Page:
Effect of Organic vs Conventional Feed Intake on Rat Offspring

Abstract: The aim of this study was to investigate the effect of maternal consumption of organically or conventionally produced feed on immunological biomarkers and their offsprings' response to a novel dietary antigen. First-generation rats were fed plant-based diets from two different cultivation systems (organic or conventional) or a chow. Second-generation rats were exposed to ovalbumin (OVA) via their mother's milk and subsequently challenged with OVA after weaning onto the chow diet. In the chow diet group feeding the dams OVA resulted in suppression of the pups' anti-OVA antibody response to the OVA challenge (total OVA-specific IgG was 197 for the OVA-treated chow diet group and 823 for the control chow diet group (arbitrary ELISA units)). In contrast, OVA exposure of the dams from the plant-based dietary groups did not result in a similar suppression. Cultivation system had no effect on the immunological biomarkers, except for a higher spleen prostaglandin E-2 (PGE(2)) concentration in pups originating from dams fed the conventional plant-based diet (223 ng/L) than from those fed the organic plant-based diet (189 ng/L).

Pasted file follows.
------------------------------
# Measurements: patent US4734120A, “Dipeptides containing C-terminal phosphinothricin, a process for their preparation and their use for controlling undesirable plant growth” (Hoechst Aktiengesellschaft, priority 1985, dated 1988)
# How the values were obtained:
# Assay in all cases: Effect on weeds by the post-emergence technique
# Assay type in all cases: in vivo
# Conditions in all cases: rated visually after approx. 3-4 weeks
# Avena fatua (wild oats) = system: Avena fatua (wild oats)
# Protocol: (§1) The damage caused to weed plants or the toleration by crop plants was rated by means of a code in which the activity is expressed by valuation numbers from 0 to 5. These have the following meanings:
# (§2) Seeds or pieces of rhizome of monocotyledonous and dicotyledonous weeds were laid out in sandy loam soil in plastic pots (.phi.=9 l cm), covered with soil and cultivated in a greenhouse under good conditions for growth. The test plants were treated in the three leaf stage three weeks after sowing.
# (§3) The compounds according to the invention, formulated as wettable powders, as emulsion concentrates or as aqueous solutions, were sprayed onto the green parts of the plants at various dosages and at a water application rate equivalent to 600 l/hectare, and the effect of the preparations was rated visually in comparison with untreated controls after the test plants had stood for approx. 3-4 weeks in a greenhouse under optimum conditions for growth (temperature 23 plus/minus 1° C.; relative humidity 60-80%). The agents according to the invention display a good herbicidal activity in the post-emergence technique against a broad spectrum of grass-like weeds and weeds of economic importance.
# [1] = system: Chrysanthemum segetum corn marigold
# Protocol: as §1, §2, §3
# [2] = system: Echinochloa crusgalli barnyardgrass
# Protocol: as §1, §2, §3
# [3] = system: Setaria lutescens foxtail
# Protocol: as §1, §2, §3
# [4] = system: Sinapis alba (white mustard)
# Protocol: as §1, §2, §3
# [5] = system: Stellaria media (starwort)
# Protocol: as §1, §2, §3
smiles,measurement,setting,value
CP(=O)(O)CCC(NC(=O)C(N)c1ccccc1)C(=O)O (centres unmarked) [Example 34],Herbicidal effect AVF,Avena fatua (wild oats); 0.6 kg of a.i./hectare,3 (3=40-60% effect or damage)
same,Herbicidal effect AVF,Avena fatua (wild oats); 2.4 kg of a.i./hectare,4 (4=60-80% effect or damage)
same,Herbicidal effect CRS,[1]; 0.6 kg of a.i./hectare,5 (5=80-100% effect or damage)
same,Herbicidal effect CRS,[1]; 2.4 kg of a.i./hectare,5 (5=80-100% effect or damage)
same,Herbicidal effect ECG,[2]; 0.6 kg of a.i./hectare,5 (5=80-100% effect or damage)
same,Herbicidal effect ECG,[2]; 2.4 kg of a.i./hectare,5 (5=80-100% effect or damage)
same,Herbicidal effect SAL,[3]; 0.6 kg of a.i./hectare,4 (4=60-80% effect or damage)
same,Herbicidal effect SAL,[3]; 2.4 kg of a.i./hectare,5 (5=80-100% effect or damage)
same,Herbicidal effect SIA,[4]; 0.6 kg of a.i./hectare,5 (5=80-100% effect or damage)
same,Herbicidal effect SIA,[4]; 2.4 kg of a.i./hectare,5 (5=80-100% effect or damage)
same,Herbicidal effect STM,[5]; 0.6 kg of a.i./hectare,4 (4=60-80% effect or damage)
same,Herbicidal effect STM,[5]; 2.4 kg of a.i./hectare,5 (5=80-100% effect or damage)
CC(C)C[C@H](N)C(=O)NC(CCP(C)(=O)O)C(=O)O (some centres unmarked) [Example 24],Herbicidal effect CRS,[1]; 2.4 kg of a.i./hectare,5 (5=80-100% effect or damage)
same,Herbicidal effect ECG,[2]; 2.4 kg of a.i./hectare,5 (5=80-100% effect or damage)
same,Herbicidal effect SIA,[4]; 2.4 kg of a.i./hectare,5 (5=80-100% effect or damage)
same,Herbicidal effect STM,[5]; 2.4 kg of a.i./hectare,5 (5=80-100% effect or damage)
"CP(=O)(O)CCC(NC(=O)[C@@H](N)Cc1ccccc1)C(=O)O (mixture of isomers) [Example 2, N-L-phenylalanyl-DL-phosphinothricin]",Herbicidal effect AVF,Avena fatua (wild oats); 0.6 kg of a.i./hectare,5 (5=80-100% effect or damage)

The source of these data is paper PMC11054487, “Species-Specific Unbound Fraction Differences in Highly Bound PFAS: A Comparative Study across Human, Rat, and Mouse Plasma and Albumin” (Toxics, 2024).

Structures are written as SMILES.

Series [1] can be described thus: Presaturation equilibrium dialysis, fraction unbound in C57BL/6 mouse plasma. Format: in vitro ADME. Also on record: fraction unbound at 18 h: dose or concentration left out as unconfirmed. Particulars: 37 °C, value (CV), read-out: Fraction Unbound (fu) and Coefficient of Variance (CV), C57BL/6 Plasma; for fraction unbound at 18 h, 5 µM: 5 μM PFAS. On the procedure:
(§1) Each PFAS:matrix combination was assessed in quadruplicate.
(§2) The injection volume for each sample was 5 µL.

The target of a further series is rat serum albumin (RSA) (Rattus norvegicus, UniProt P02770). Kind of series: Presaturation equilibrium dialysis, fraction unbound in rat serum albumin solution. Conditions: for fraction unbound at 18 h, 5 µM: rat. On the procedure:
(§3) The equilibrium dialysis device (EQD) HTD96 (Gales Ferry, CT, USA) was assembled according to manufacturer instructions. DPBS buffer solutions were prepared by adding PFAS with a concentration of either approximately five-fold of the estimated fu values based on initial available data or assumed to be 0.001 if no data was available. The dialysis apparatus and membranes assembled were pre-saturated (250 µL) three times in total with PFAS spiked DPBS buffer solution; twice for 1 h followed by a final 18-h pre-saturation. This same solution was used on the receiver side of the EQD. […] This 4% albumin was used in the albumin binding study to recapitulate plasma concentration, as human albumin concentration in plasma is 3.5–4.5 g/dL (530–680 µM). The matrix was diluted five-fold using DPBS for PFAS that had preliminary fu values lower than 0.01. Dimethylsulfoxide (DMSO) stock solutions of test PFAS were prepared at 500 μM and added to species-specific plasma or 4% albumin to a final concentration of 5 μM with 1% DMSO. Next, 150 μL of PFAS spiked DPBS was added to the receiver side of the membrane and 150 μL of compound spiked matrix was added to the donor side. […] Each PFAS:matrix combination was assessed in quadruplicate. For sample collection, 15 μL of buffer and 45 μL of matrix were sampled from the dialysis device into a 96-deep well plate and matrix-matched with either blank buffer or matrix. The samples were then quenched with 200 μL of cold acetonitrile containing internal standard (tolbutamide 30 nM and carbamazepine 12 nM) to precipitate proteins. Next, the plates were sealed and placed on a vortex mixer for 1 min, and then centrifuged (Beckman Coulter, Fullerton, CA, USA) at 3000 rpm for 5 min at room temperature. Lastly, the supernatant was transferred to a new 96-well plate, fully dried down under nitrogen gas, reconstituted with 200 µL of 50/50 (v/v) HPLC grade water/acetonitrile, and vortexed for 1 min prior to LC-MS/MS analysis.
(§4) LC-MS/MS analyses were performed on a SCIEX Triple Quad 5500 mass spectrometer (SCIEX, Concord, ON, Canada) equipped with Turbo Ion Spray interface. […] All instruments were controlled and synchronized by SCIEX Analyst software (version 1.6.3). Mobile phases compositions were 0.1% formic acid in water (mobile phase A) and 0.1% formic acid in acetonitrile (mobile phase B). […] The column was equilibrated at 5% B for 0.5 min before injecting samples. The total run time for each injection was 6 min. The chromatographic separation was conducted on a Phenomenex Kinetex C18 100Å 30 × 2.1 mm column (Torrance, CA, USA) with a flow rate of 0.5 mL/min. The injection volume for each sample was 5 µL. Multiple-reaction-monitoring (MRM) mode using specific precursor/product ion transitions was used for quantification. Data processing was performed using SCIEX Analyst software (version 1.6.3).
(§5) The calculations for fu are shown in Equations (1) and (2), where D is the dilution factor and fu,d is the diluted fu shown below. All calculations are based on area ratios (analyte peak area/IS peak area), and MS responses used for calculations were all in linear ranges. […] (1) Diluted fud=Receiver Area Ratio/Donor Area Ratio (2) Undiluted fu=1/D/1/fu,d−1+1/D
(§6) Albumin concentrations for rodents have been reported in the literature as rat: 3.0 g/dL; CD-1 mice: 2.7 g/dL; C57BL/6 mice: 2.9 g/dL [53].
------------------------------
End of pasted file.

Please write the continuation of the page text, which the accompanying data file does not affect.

Reference: Jensen, M. M., et al. (2013). Effect of Maternal Intake of Organically or Conventionally Produced Feed on Oral Tolerance Development in Offspring Rats. Journal of Agricultural and Food Chemistry 61(20): 4831-4838. Available online at http://dx.doi.org/10.1021/jf305454c